Thursday, March 25, 1999

Draud hits, gets hit like a candidate




BY PATRICK CROWLEY
The Cincinnati Enquirer

        State Rep. Jon Draud, a Crestview Hills Republican, says he hasn't yet decided whether he'll run for Congress next year against Democratic U.S. Rep. Ken Lucas of Boone County.

        But Mr. Draud surely sounded like a candidate in a press release he sent out this week that slaps Mr. Lucas around.

        Mr. Draud is incensed about Mr. Lucas' plan to form a 4th District education advisory council of educators, parents, students and others. The group will provide suggestions and concerns about education needs and issues in the district, Mr. Lucas said.

        Mr. Draud, retired superintendent of the Ludlow schools and a Northern Kentucky University instructor, said Congress should stay out of education. “Our citizens don't want the federal government controlling the minds of our children,” he said.

        “They would prefer local decision-making instead of having Congressman Lucas and other Washington officials hundreds of miles away spending time and money discussing the number of teachers needed here in the 4th Congressional District,” he said. “Local parents, educators and students should make the decisions for education, not Ken Lucas or Washington officials.”

        Mr. Draud's not running for Congress? Even though he sent the release out the day after a story appeared in the paper about Mr. Lucas' advisory panel? The headline for the release, which Mr. Draud wrote, reads, “Draud Responds to Congressman Lucas.”

        “I'm thinking it over, but I haven't decided if I'll run,” Mr. Draud said.

        “I was responding to Ken Lucas as a legislator and an educator. Education is not supposed to be a national function. The less involvement from Washington, the better it is for our local school districts,” he said.

        Mr. Draud does plan to meet next month and discuss his possible candidacy with U.S. Sen. Jim Bunning, a Southgate Republican who held the 4th District seat for 12 years, and U.S. Rep. Anne Northup, a Louisville Republican who is helping the National Republican Party recruit candidates.

        To absolutely no one's surprise, the Lucas camp loaded up on Mr. Draud.

        “We find it interesting that Jon Draud would oppose Ken Lucas for communicating at a grass-roots level with his constituents,” said Wes Wright, a field representative and spokesman in Mr. Lucas' Fort Mitchell district office.

        John Lapp, Mr. Lucas' chief of staff in Washington, pointed out that Mr. Lucas recently voted for the so-called Ed-Flex bill, which would return money and decision-making power to local school districts.

        “Mr. Draud needs to do his homework,” Mr. Lapp said. “Congressman Lucas just co-sponsored a bill that gives local parents and educators more control, the exact opposite of Mr. Draud's criticism.”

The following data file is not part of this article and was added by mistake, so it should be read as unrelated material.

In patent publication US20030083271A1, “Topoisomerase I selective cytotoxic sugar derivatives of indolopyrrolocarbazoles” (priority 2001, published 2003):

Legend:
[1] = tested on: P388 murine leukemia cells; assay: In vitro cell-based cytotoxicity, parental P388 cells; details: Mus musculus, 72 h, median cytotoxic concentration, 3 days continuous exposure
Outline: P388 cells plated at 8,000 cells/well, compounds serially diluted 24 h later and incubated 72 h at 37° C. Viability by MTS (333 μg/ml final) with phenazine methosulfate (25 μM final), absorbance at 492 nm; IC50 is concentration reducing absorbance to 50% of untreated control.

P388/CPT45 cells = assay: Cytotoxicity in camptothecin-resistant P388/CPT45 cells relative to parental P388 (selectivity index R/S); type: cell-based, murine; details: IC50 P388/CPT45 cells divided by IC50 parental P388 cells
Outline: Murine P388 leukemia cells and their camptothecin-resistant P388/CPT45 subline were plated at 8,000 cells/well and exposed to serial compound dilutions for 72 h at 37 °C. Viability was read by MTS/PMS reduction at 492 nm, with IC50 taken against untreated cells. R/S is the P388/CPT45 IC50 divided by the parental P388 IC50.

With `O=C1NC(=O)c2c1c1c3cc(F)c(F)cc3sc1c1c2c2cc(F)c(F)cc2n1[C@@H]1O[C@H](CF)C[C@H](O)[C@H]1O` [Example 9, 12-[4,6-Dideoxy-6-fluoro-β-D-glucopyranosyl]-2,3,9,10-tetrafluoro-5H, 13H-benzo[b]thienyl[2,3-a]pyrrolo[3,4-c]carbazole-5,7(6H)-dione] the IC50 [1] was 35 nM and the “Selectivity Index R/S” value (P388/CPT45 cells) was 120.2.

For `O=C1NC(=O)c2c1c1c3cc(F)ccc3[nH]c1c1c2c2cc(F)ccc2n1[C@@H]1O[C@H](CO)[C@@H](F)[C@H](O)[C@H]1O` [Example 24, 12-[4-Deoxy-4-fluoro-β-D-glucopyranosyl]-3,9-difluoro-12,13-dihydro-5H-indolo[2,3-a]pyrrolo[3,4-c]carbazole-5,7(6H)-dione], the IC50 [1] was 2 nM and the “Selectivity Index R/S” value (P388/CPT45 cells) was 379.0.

Mr. Lapp was also kind enough to point out that Kentucky's entire federal delegation, all of whom are Republicans except for Mr. Lucas, voted for the Ed-Flex bill.

        “I guess we should expect Mr. Draud to blast Senators Bunning and (Mitch) McConnell, and Representatives (Hal) Rogers, Northup, (Ernie) Fletcher, (Ed) Whitfield and (Ron) Lewis for voting in favor of local school empowerment in the coming weeks,” he said.

        Get used to it, Mr. Draud, or anybody else who runs.

        Remember, this is the bunch that went off on Howard Feinberg — remember him? — in last year's Democratic primary, and then mangled Republican Gex “Jay” Williams in the general election.

        They are combat-scarred and battle-ready, and any Republican who decides to take Mr. Lucas on is going to get the same harsh treatment.

        Don't take a knife to a gunfight. If you shoot, don't miss, because the target will come back for revenge.

        Hot spots: Northern Kentucky had plenty of its own little battlegrounds last year, with scandal, political warfare and insurgents rising up to defend turf in some local cities.

        Who can forget fights and controversies in Crescent Springs, Alexandria, Villa Hills and Independence?

        So where is the action this year?

        Edgewood is wild, with the residents fighting mad over the proposal to build the Kenton County jail near the city. This is a battle in which Kenton County Fiscal Court is heavily involved.

        In Ludlow, the police department and the city are fighting over a $91,000 grant check. Meanwhile, the city administrator has been put on paid leave while a city audit looks at the city's spending patterns.

        Normally quiet Cold Spring is heating up. Residents are fighting to keep a development from being built near their homes. The police chief has been fired for the second time in six months.

        Alexandria has calmed down, thanks to a new council led by Mayor Dan McGinley, but Crescent Springs and Independence always seem to be smoldering.

        Back in the fold: Former Kenton County surveyor Jimmy Williams has mended some fences with the Democratic Party.

        Upset over the lack of support he received from the party in the last election, he severed ties with the party apparatus.

        But Mr. Williams loves politics and has rejoined the Kenton County Democratic Club. He's also been made an honorary member of the Kenton County Democratic Women's Club, the first male to receive such an honor.

        Patrick Crowley covers Kentucky politics for The Kentucky Enquirer. His column appears Thursdays and Sundays. He can be reached at 578-5581, or 502-875-7526 in Frankfort, or by e-mail at crowleys@cinci.infi.net

       



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